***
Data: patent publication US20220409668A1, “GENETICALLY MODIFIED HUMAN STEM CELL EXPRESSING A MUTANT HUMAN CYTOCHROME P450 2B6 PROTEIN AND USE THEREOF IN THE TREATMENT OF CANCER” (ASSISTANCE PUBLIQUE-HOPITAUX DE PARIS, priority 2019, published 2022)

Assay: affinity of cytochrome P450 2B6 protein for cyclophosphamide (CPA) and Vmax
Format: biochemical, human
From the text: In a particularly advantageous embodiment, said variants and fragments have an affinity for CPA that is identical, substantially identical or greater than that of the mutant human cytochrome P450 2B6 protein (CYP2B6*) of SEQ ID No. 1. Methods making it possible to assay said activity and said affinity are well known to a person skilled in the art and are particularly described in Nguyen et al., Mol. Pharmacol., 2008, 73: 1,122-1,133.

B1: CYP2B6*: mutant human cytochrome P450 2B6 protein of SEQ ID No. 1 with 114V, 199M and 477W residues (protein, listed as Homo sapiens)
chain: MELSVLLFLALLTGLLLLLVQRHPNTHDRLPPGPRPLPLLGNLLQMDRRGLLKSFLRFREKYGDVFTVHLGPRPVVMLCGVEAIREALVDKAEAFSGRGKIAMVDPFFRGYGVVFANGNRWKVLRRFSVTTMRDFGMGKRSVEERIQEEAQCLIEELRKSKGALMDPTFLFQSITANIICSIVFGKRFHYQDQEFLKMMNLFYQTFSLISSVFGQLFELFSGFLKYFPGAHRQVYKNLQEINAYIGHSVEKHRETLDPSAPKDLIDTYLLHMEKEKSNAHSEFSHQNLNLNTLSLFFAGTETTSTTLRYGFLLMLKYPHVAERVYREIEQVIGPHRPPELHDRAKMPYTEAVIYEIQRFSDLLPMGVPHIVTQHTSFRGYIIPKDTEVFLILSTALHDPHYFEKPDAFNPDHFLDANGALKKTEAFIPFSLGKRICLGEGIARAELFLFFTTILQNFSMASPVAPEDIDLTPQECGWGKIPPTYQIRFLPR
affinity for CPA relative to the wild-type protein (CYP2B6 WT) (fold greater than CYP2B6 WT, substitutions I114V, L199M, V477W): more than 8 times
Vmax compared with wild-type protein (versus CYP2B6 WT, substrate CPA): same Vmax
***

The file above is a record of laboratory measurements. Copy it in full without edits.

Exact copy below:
Data: patent publication US20220409668A1, “GENETICALLY MODIFIED HUMAN STEM CELL EXPRESSING A MUTANT HUMAN CYTOCHROME P450 2B6 PROTEIN AND USE THEREOF IN THE TREATMENT OF CANCER” (ASSISTANCE PUBLIQUE-HOPITAUX DE PARIS, priority 2019, published 2022)

Assay: affinity of cytochrome P450 2B6 protein for cyclophosphamide (CPA) and Vmax
Format: biochemical, human
From the text: In a particularly advantageous embodiment, said variants and fragments have an affinity for CPA that is identical, substantially identical or greater than that of the mutant human cytochrome P450 2B6 protein (CYP2B6*) of SEQ ID No. 1. Methods making it possible to assay said activity and said affinity are well known to a person skilled in the art and are particularly described in Nguyen et al., Mol. Pharmacol., 2008, 73: 1,122-1,133.

B1: CYP2B6*: mutant human cytochrome P450 2B6 protein of SEQ ID No. 1 with 114V, 199M and 477W residues (protein, listed as Homo sapiens)
chain: MELSVLLFLALLTGLLLLLVQRHPNTHDRLPPGPRPLPLLGNLLQMDRRGLLKSFLRFREKYGDVFTVHLGPRPVVMLCGVEAIREALVDKAEAFSGRGKIAMVDPFFRGYGVVFANGNRWKVLRRFSVTTMRDFGMGKRSVEERIQEEAQCLIEELRKSKGALMDPTFLFQSITANIICSIVFGKRFHYQDQEFLKMMNLFYQTFSLISSVFGQLFELFSGFLKYFPGAHRQVYKNLQEINAYIGHSVEKHRETLDPSAPKDLIDTYLLHMEKEKSNAHSEFSHQNLNLNTLSLFFAGTETTSTTLRYGFLLMLKYPHVAERVYREIEQVIGPHRPPELHDRAKMPYTEAVIYEIQRFSDLLPMGVPHIVTQHTSFRGYIIPKDTEVFLILSTALHDPHYFEKPDAFNPDHFLDANGALKKTEAFIPFSLGKRICLGEGIARAELFLFFTTILQNFSMASPVAPEDIDLTPQECGWGKIPPTYQIRFLPR
affinity for CPA relative to the wild-type protein (CYP2B6 WT) (fold greater than CYP2B6 WT, substitutions I114V, L199M, V477W): more than 8 times
Vmax compared with wild-type protein (versus CYP2B6 WT, substrate CPA): same Vmax